Come back up at the bottom of the basket, at the left and next to the first vertical row, leaving space for the new row to lie flat with no overlap but no space between rows, as you did in the blue horizontal rows.
Weave your mauve ribbon up through the blue rows, making sure to be going the opposite way over each row…under one, over one, under one, over one, etc. Double check for flat and correct weaving before bringing the ribbon to the back at the top.
Continue until you have reached the left outer edge of the basket shape. Your last row will be shorter than the central rows. End your ribbon. Re-knot the ribbon and starting just to the right of the center vertical row, fill the right side as you did the left.
If you wish, once done with the weaving, you may add a slightly twisted, horizontal blue ribbon row in the base, weaving through to add to the illusion.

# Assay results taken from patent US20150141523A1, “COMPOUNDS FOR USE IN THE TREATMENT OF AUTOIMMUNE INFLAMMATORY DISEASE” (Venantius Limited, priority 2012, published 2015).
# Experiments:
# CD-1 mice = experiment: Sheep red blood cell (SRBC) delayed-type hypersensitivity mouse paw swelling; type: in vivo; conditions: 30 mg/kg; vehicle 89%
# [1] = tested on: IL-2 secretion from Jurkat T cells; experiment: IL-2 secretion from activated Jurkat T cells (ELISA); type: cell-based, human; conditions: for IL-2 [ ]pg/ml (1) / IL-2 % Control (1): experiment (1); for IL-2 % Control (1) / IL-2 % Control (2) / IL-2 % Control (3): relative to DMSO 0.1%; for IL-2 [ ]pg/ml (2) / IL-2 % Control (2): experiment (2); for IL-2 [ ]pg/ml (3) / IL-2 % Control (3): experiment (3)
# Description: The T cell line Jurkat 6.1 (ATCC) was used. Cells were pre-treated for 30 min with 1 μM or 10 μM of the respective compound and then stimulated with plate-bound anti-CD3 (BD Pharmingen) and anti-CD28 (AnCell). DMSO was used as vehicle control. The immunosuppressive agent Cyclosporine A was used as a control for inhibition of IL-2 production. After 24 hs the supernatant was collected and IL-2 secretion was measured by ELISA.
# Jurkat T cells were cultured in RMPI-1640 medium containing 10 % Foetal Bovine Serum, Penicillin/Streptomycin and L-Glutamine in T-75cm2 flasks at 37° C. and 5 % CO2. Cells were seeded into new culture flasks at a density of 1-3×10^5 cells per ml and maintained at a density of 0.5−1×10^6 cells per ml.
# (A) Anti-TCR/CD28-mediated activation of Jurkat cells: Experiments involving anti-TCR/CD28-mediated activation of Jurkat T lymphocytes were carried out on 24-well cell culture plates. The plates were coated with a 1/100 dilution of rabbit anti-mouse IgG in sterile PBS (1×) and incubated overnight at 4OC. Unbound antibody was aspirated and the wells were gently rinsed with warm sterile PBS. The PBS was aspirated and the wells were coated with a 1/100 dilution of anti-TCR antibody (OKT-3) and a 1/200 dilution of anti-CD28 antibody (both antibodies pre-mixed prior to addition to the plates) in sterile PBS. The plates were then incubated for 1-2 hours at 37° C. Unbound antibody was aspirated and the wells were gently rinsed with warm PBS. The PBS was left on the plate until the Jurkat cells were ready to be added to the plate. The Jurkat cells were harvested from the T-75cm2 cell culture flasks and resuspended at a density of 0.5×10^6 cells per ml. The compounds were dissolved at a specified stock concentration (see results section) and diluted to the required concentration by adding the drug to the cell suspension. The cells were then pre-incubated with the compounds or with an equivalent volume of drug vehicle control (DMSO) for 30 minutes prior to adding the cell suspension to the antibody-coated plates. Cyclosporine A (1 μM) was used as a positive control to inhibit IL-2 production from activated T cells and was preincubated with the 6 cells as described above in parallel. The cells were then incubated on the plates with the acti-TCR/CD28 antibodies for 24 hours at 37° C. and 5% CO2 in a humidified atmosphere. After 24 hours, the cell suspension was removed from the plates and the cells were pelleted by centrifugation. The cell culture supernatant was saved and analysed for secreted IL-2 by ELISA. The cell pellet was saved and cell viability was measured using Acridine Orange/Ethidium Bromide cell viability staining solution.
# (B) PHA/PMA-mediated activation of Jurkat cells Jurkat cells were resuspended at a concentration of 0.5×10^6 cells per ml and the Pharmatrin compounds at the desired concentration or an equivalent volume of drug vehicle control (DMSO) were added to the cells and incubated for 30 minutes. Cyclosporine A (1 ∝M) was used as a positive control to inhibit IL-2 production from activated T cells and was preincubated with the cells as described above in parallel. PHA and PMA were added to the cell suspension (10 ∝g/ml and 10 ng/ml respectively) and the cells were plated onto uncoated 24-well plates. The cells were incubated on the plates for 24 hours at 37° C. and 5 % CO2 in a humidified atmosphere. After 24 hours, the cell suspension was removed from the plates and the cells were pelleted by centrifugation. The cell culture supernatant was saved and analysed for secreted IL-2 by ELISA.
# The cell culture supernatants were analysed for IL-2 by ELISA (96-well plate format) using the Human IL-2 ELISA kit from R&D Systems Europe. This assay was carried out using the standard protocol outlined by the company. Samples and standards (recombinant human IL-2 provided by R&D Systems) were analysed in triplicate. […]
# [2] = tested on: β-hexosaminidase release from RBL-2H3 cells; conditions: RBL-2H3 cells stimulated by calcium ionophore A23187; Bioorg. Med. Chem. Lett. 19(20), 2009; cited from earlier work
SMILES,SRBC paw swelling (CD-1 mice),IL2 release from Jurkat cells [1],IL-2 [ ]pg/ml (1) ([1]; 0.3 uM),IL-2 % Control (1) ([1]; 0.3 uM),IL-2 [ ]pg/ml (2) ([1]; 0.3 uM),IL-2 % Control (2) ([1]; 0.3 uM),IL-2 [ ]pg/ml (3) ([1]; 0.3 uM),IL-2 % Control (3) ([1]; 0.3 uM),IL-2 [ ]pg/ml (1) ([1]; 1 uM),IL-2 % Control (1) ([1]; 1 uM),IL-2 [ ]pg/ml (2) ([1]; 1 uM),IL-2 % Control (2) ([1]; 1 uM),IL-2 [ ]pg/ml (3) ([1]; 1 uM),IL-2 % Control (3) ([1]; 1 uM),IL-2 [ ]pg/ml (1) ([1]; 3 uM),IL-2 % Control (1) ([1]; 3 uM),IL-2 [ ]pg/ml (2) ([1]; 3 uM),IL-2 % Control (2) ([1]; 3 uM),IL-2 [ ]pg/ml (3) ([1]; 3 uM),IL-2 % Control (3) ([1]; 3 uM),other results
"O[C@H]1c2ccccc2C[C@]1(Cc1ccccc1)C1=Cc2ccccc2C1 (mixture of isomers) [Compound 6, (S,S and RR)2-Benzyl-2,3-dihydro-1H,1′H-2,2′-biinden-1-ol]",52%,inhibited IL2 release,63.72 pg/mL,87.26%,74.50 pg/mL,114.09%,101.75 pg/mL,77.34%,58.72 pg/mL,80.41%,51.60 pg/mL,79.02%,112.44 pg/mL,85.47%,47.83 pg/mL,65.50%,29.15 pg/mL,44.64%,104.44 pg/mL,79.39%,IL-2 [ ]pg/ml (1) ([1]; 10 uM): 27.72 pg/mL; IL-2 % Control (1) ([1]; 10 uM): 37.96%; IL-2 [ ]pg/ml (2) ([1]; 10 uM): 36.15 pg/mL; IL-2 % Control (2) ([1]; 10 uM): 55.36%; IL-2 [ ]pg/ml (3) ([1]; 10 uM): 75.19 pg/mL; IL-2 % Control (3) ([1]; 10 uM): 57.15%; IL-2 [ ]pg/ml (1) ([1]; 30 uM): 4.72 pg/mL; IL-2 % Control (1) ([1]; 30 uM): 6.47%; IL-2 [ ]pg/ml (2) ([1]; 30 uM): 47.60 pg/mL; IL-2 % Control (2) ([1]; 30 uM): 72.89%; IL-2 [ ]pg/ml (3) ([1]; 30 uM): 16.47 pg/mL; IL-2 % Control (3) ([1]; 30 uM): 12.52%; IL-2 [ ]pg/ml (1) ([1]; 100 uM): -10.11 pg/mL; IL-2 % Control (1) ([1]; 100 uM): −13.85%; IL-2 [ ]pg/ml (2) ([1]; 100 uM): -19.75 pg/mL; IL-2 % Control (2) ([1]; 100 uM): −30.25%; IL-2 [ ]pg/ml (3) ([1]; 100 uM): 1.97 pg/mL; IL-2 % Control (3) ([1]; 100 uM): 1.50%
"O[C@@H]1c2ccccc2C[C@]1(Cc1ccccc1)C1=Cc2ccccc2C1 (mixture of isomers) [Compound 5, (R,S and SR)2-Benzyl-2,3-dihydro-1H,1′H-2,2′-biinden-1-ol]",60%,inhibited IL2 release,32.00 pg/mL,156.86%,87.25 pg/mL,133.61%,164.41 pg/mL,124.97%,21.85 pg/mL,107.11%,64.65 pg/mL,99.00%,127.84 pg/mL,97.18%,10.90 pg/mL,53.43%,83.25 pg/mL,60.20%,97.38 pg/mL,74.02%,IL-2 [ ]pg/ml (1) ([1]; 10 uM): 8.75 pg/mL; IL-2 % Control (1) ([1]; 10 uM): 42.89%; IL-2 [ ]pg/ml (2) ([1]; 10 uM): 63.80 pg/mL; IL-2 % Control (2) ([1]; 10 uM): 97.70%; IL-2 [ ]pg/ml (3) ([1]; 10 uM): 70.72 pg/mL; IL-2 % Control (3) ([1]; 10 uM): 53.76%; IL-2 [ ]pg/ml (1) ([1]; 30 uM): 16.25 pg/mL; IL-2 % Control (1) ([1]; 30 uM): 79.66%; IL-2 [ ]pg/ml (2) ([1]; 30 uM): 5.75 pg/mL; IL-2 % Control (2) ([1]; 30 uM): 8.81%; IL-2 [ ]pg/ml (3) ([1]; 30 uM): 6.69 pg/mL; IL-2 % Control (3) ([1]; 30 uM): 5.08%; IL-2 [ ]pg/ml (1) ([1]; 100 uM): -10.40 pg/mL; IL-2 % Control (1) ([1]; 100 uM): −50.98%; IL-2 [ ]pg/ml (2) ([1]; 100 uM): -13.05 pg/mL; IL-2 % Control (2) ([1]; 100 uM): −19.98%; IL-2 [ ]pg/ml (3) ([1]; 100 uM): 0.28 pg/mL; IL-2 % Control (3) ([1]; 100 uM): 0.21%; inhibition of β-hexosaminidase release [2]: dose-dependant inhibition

Your basket is complete. Congratulations!
If you are using the chain, now is when you will stitch the links.
Load 24” of one strand of the metallic floss into the chenille needle. Note: You use the chenille needle at this point to make large enough holes that the metallic floss will not shred as it passes through the fabric.
Using a continuous chain (connected chain) stitch, create the links as high above the basket as you want them. Follow your basting if you have it. They will look best if the chain on both sides ‘links’ in the same direction, so if you start at the basket for one side, knot off when you reach the top and start again at the basket for the second side.
When you come to a stitched vine, carry the metallic floss UNDER the vine and continue the chain. This may take a bit of fudging, and if you are unhappy with the result, a handy-dandy silk leaf can cleverly cover the spot later.